Unlike the other SFRs in Lupus, which are embedded in molecular clouds and show considerable scatter in their proper motions, the V1062 Sco MG is concentrated in a distance range between 165 and 185 pc; the scatter of its proper motions is comparable to the uncertainties of the proper motions in TGAS, resp. HSOY, and, finally, it is not embedded in a molecular cloud on the Tachihara et al. (2001) 12CO map. In Sect. 3.2 we found a moderate value for E(BV ), i.e. an AV of about 0.2 mag in the direction of our group.

We additionally studied the interstellar-medium gas absorption in the NaI lines at 589.0 and 589.6 nm (Pascucci et al. 2015). Many of our targets show narrow-line absorption on top of the broad stellar absorption. These lines have a mean barycentric RV of + 0.5 km s−1 (in the LSR: +6 km s−1) and have an rms-spread of 2 km s−1. Over most of the cluster, the stellar and gas RVs are very similar. While the RV spread is random on the sky, the depth of the absorption line is noticeably strong (mean of 71%) west of a great circle passing through l, b = (343°, +4°), an orientation of − 10° (N to E), and small mean of 31% east of that line. This drop can be seen on the Hα map of this velocity (HI4PI Collaboration et al. 2016). With these data, it is not possible to place the gas relative to the cluster and claim that the cluster still holds some of its original gas. We can however describe HI emission seen at other RV (> + 10 or < − 2 km s−1 in the LSR) by the HI4PI Collaboration et al. (2016) as background gas.

thumbnail Fig. 7

Parallax distribution of stars in the UCL association. Grey bars show the TGAS parallaxes of the stars from Hoogerwerf (2000) and green bars show the HIPPARCOS stars from de Zeeuw et al. (1999). The black bars show the TGAS parallaxes of the 39 stars from Table 1, which are at least m(5d) members.

Open with DEXTER

5 Summary

The Upper Centaurus Lupus (UCL) subgroup of the Sco-Cen OB-association contains a large number of some 130 B and A stars at a mean distance of 140 pc from the Sun. Also it comprises a few subgroups, embedded in molecular clouds, where recent stars formation is going on. The new group around the variable star V1062 Sco is situated outside of these molecular clouds at a mean distance of 175 ± 7 pc from the Sun and contains 63 stars within a radius of 10 pc around the centre. The stars in our moving group are not coeval, but show an age spread between 4 and 25 Myr for which we have no explanation. This group is strongly comoving, as the 1D velocity dispersion is less than 1 km s−1. The 33 members from the TGAS catalogue are selected such that the difference between their kinematic and trigonometric parallaxes is smaller than the 1σ error of this difference. For a subset of 12 stars, we could confirm a full 3D coincidence of their space motion with the mean space motion of the group. These definitely form a moving group or possibly an open cluster. For another subset of 27 stars the kinematically predicted parallaxes are confirmed by the trigonometric parallaxes from TGAS; they fulfil this necessary condition of being cluster members. Also 4 stars from HSOY have RVs confirmed. A last subset of 20 stars have predicted parallaxes consistent with the condition of co-movement. In total there are 63 stars belonging to this V1062 Sco MG. A possible contamination by field stars is about 3% estimated on the basis of the Besançon model of our Galaxy. In summary, we have clearly shown that the V1062 Sco MG is a new compact, young moving group within 200 pc from the Sun. The masses of our 63 members range from 2.6 to 0.7 M. With Gaia data release 2, announced for April 2018 we expect to reveal new and fainter members of the group.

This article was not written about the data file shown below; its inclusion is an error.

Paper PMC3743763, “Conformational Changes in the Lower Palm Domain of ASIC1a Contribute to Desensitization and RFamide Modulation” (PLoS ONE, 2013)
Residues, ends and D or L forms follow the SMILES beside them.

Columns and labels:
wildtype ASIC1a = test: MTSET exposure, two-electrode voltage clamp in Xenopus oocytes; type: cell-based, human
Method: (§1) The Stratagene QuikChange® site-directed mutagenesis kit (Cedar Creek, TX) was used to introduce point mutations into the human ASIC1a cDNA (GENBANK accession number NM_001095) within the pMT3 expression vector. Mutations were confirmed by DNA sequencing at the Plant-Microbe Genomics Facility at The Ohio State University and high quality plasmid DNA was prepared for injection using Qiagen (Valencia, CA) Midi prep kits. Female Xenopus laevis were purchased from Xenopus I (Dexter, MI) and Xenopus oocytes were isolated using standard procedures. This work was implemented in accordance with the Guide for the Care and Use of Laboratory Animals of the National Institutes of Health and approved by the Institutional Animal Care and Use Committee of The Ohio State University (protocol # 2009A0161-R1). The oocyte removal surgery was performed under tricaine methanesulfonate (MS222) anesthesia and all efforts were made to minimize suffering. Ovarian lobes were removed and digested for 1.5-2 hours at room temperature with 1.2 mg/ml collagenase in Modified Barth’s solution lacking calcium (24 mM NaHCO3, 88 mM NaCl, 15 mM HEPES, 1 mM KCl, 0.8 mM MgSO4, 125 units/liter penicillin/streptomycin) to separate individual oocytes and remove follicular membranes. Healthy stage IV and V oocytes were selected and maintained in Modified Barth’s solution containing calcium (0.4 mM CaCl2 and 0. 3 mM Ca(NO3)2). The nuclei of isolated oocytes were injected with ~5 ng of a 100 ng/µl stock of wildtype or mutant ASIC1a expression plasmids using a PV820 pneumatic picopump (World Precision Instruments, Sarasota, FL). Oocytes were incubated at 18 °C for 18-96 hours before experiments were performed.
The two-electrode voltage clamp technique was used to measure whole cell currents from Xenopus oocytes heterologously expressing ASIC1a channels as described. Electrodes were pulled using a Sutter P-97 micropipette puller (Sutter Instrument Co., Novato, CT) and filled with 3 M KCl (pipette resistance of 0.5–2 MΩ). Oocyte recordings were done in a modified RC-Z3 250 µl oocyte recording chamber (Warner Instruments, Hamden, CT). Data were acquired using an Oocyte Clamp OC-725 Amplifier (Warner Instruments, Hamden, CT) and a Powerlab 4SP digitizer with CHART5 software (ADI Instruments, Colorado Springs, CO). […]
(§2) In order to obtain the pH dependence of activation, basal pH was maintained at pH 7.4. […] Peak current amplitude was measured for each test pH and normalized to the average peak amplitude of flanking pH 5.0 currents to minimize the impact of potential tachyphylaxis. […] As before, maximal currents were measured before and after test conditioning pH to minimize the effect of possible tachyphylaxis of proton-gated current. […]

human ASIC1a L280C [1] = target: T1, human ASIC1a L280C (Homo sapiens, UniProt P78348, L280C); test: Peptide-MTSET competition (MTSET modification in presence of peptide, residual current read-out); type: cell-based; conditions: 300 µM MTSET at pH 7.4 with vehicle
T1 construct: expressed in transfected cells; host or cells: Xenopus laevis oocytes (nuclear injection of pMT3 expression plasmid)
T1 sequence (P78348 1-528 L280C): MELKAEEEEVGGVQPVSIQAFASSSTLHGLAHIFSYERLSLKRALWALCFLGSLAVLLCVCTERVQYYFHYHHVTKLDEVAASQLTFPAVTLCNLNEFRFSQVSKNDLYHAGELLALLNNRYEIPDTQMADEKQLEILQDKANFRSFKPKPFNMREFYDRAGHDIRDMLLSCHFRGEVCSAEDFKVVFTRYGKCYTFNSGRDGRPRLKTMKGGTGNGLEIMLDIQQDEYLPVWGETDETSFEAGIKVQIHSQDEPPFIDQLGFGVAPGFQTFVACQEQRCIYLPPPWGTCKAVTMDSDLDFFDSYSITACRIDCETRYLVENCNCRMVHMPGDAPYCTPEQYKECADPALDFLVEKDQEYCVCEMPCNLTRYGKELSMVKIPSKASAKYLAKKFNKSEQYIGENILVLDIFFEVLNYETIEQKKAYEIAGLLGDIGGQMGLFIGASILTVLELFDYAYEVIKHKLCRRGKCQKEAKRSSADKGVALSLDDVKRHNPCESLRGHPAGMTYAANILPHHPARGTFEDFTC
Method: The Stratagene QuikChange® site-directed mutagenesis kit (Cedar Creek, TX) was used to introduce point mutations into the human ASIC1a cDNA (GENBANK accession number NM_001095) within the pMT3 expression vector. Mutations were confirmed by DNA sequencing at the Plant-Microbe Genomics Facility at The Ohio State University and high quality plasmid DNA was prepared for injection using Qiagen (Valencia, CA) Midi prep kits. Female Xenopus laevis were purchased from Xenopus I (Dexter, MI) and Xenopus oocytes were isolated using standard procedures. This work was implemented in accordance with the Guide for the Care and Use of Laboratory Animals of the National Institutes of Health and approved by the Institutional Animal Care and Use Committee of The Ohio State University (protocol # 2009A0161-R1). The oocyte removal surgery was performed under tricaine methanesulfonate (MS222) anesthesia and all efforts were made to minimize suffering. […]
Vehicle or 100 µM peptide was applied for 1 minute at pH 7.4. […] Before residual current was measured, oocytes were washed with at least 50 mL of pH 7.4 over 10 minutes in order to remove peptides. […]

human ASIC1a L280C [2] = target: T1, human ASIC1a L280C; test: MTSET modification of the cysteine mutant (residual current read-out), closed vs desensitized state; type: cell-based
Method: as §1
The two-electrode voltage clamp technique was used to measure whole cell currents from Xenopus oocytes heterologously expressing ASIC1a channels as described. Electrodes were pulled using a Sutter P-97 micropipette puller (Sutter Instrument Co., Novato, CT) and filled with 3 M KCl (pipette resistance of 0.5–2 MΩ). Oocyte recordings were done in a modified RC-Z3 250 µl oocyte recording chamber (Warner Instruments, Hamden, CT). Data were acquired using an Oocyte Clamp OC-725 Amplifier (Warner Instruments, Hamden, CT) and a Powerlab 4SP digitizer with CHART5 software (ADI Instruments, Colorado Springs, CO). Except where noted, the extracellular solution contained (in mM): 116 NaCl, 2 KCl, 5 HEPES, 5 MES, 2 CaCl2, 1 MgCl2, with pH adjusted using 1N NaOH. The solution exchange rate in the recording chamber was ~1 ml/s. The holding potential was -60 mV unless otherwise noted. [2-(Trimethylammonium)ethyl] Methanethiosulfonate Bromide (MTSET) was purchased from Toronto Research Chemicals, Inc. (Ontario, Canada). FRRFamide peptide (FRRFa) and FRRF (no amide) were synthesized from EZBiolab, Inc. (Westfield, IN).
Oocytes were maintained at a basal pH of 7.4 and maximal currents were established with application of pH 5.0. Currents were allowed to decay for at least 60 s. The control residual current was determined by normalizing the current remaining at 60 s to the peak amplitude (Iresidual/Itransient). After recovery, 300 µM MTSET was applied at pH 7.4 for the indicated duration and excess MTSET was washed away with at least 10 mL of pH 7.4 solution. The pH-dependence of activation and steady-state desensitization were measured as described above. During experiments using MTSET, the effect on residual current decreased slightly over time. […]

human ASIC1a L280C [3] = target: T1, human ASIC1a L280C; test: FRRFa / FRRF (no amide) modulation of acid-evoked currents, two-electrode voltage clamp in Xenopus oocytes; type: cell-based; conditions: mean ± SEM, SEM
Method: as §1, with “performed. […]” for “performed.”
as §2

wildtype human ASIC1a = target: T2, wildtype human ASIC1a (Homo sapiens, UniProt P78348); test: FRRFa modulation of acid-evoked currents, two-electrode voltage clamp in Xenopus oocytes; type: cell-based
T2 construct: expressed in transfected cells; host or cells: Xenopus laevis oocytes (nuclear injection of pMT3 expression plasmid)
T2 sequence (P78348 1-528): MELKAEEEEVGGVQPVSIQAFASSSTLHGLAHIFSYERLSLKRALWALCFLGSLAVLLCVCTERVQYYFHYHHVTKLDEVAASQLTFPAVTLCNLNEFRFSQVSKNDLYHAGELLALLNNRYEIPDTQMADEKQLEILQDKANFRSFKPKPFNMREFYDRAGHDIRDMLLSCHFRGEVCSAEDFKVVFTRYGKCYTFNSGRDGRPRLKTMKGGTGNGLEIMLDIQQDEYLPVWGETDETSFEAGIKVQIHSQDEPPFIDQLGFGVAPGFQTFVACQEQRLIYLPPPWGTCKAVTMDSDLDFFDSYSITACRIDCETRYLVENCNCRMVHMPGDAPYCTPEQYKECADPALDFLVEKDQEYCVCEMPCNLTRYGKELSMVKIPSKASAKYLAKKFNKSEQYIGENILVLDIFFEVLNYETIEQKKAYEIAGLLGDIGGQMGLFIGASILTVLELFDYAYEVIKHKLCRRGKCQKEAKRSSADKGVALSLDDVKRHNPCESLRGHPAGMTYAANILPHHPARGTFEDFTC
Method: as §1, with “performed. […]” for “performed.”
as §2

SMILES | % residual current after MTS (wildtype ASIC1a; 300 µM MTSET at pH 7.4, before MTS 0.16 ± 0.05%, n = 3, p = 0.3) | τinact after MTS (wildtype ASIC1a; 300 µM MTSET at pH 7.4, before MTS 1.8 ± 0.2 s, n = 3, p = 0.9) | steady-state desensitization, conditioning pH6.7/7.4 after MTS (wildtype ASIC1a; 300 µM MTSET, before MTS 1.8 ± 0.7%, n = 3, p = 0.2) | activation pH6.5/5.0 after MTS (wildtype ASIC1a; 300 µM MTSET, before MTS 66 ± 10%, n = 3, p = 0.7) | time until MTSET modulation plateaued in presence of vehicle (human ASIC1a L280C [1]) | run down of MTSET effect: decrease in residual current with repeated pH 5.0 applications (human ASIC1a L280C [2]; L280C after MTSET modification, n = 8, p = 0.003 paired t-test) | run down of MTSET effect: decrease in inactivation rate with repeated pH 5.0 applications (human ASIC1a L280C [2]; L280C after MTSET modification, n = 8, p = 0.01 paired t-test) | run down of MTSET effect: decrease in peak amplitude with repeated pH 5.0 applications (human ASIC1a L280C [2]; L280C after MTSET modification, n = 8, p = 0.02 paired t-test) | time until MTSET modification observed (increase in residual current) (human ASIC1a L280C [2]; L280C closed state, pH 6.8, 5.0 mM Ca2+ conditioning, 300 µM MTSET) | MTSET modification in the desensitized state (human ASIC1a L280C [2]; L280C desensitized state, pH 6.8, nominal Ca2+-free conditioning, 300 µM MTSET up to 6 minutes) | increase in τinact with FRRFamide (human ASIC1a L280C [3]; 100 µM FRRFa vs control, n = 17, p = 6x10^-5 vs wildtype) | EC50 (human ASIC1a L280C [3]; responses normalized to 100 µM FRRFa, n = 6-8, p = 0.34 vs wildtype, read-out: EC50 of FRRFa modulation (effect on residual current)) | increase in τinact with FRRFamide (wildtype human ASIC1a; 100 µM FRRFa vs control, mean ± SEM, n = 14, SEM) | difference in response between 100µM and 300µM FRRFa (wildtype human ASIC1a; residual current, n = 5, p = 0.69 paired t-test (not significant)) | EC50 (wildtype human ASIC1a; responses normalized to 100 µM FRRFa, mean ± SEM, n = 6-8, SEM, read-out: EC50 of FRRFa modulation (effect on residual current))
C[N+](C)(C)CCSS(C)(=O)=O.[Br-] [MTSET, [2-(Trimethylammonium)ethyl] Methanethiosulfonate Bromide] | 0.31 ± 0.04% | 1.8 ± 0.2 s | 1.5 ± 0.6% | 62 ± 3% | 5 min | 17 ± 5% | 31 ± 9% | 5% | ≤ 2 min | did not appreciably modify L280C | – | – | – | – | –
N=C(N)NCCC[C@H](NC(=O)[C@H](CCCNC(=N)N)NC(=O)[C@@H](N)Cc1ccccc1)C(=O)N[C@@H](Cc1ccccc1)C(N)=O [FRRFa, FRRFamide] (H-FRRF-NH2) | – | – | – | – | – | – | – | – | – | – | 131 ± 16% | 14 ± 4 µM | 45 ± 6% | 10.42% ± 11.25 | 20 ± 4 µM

Acknowledgements

This study was supported by Sonderforschungsbereich SFB 881 “The Milky Way System” (subprojects B5 and B7) of the German Research Foundation (DFG). This research has made use of the SIMBAD database and the VizieR catalogue access tool, operated at CDS, Strasbourg, France. This work has made use of data from the European Space Agency (ESA) mission Gaia (https://www.cosmos.esa.int/gaia), processed by the Gaia Data Processing and Analysis Consortium (DPAC, https://www.cosmos.esa.int/web/gaia/dpac/consortium). Funding for the DPAC has been provided by national institutions, in particular the institutions participating in the Gaia Multilateral Agreement. This publication makes use of VOSA, developed under the Spanish Virtual Observatory project supported from the Spanish MICINN through grant AyA2011-24052. This project has been supported by the Hungarian NKFI Grants K-115709 and K-119517 of the Hungarian National Research, Development and Innovation Office. A.D. was supported by the ÚNKP-17-4 New National Excellence Program of the Ministry of Human Capacities. AD would like to thank the City of Szombathely for support under Agreement No. 67.177-21/2016. B.G. thanks Andres Jordan and Rafael Brahm for useful discussions and their help in reducing the FEROS data, as well as Caroline Bot and Jeroen Bouwman for their insights. The authors thank Ilaria Pascucci for her precious suggestions regarding IR excess and gas absorption. We would like to thank the anonymous referee for her/his very constructive and helpful comments.